Call Number: PN1590.G39 B533 2016
Publication Date: 2016-06-10
Creating Carmen Miranda by Kathryn Bishop-SanchezCarmen Miranda got knocked down and kept going. Filming an appearance on The Jimmy Durante Show on August 4, 1955, the "ambassadress of samba" suddenly took a knee during a dance number, clearly in distress. Durante covered without missing a beat, and Miranda was back on her feet in a matter of moments to continue with what she did best: performing. By the next morning, she was dead from heart failure at age 46. This final performance in many ways exemplified the power of Carmen Miranda. The actress, singer, and dancer pursued a relentless mission to demonstrate the provocative theatrical force of her cultural roots in Brazil. Armed with bare-midriff dresses, platform shoes, and her iconic fruit-basket headdresses, Miranda stole the show in films like That Night in Rio and The Gang's All Here. For American film audiences, her life was an example of the exoticism of a mysterious, sensual South America. For Brazilian and Latin American audiences, she was an icon. For the gay community, she became a work of art personified and a symbol of courage and charisma. In Creating Carmen Miranda, Kathryn Bishop-Sanchez takes the reader through the myriad methods Miranda consciously used to shape her performance of race, gender, and camp culture, all to further her journey down the road to becoming a legend.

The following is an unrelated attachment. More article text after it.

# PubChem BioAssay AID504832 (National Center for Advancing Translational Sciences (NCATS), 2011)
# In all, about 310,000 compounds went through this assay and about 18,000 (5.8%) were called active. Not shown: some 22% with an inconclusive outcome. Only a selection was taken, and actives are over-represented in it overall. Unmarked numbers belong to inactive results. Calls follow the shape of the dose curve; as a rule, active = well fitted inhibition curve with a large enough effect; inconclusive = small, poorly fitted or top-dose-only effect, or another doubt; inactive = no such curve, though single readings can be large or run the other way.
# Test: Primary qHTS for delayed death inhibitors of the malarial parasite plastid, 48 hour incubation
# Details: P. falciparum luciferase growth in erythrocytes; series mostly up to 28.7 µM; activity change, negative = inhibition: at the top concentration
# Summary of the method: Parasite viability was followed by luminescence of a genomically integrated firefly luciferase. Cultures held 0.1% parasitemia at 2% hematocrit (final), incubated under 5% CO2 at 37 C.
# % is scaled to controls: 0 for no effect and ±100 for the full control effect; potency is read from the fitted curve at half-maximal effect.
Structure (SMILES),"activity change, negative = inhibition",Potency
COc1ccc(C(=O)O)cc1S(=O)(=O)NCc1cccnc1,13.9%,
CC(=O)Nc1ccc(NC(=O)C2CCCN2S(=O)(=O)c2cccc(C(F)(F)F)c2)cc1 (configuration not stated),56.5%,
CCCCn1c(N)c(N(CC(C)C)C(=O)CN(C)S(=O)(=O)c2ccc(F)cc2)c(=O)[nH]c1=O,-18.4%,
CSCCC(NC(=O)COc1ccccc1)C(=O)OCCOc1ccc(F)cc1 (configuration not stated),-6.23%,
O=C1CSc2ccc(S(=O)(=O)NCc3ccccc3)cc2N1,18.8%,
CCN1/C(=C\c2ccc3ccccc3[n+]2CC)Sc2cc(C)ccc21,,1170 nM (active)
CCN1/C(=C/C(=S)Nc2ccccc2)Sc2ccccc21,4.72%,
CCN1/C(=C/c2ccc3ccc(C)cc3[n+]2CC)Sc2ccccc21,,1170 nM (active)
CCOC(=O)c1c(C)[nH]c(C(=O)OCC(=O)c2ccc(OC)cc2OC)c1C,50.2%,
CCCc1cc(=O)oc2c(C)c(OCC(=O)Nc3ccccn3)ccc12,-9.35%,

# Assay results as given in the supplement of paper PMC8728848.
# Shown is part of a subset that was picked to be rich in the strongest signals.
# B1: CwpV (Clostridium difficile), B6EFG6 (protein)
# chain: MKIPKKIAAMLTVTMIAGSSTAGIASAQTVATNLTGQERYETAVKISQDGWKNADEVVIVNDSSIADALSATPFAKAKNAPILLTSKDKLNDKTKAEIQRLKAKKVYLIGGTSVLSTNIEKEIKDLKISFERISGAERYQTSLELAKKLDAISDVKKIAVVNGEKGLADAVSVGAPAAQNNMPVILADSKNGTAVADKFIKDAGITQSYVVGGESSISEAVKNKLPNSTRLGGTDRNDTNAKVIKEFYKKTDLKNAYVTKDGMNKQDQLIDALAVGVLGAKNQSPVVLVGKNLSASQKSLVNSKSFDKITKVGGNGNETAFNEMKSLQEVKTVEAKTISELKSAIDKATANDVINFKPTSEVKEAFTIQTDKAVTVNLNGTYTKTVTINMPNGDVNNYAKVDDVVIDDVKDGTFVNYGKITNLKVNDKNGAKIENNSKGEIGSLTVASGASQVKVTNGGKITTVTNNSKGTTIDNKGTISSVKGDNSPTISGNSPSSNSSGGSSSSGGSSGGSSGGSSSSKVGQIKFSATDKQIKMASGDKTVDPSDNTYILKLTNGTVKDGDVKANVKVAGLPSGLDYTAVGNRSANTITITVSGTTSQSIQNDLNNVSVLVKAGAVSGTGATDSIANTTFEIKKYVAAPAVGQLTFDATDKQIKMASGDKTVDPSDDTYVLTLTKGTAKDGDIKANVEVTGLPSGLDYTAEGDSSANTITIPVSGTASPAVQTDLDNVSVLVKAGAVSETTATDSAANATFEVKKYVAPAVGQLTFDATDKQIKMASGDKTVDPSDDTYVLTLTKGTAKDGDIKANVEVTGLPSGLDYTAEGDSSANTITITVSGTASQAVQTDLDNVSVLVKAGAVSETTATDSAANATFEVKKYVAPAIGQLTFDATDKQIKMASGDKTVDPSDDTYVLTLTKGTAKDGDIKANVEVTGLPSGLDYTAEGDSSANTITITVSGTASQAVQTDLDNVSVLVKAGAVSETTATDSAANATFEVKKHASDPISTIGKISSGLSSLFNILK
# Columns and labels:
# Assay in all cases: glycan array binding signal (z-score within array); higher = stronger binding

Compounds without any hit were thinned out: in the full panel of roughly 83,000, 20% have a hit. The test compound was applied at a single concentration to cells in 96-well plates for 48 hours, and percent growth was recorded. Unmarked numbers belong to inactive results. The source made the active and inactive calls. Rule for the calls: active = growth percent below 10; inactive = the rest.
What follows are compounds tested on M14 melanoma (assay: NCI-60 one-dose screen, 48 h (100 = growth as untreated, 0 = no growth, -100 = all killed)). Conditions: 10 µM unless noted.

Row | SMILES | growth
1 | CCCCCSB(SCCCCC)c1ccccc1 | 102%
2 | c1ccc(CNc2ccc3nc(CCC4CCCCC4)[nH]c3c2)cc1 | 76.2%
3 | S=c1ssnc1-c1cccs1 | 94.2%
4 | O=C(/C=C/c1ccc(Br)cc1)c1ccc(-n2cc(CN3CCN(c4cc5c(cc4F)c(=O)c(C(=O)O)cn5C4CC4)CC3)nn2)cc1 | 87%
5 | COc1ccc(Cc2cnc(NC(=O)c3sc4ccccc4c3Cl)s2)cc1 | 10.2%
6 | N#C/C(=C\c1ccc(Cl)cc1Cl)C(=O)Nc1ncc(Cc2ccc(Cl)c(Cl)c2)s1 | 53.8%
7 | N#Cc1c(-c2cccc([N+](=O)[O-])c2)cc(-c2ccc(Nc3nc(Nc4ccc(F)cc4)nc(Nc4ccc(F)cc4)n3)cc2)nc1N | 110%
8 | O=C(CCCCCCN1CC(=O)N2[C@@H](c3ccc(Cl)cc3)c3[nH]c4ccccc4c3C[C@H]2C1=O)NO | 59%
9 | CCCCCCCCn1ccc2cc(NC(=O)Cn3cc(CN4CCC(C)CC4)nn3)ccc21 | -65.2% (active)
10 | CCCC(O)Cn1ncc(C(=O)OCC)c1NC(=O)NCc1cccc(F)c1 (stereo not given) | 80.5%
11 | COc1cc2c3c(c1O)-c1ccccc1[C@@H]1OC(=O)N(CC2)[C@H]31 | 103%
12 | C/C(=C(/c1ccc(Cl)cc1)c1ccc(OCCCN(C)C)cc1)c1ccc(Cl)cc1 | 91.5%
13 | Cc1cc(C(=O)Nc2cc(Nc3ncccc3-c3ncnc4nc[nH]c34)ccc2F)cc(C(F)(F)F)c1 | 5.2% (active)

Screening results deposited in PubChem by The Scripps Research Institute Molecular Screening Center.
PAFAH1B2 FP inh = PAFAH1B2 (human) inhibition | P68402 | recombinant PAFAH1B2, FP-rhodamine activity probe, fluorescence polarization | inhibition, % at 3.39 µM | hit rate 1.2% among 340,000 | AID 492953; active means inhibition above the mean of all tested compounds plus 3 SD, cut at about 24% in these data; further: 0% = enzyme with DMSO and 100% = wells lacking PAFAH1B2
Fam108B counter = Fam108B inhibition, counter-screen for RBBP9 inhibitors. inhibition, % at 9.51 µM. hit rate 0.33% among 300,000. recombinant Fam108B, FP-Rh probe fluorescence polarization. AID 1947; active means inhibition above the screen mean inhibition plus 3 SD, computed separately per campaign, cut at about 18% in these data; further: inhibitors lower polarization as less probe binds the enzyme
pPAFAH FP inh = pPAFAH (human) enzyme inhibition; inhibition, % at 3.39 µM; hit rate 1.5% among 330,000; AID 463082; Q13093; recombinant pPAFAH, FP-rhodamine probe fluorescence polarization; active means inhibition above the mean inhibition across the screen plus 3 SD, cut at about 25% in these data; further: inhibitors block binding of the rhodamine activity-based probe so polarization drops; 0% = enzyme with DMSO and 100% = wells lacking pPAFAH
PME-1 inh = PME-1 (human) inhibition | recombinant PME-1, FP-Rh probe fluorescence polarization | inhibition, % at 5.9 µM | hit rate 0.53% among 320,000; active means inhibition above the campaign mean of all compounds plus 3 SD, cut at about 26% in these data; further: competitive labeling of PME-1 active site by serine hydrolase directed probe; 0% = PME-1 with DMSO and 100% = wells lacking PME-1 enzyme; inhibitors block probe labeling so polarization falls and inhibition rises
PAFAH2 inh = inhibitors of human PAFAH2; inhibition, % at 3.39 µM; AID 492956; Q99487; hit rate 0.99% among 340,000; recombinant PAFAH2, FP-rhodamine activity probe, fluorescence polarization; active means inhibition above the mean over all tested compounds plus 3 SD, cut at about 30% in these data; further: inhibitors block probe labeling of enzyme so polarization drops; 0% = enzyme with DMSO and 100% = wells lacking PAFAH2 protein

Call Number: ML420.M53 S26 2016
Publication Date: 2016-10-20
Jose, Can You See? by Alberto Sandoval-SanchezSandoval-Sanchez shines his spotlight on the representation and stereotyping of Latinos on stage. In act one he scans the way they are typecast on Broadway and in popular culture, in act two he offers a fresh perspective on how they represent themselves in their own theatrical productions.
Call Number: PN2270.H57 S26 1999
Publication Date: 1999-09-15
Latinx Theater in the Times of Neoliberalism by Patricia A. YbarraLatinx Theater in the Times of Neoliberalism traces how Latinx theater in the United States has engaged with the policies, procedures, and outcomes of neoliberal economics in the Americas from the 1970s to the present. Patricia A. Ybarra examines IMF interventions, NAFTA, shifts in immigration policy, the escalation of border industrialization initiatives, and austerity programs. She demonstrates how these policies have created the conditions for many of the most tumultuous events in the Americas in the last forty years, including dictatorships in the Southern Co≠ the 1994 Cuban Rafter Crisis; femicides in Juárez, Mexico; the Zapatista uprising in Chiapas, Mexico; and the rise of narcotrafficking as a violent and vigorous global business throughout the Americas. Latinx artists have responded to these crises by writing and developing innovative theatrical modes of representation about neoliberalism. Ybarra analyzes the work of playwrights María Irene Fornés, Cherríe Moraga, Michael John Garcés, Caridad Svich, Quiara Alegría Hudes, Victor Cazares, Jorge Ignacio Cortiñas, Tanya Saracho, and Octavio Solis. In addressing histories of oppression in their home countries, these playwrights have newly imagined affective political and economic ties in the Americas. They also have rethought the hallmark movements of Latin politics in the United States--cultural nationalism, third world solidarity, multiculturalism--and their many discontents.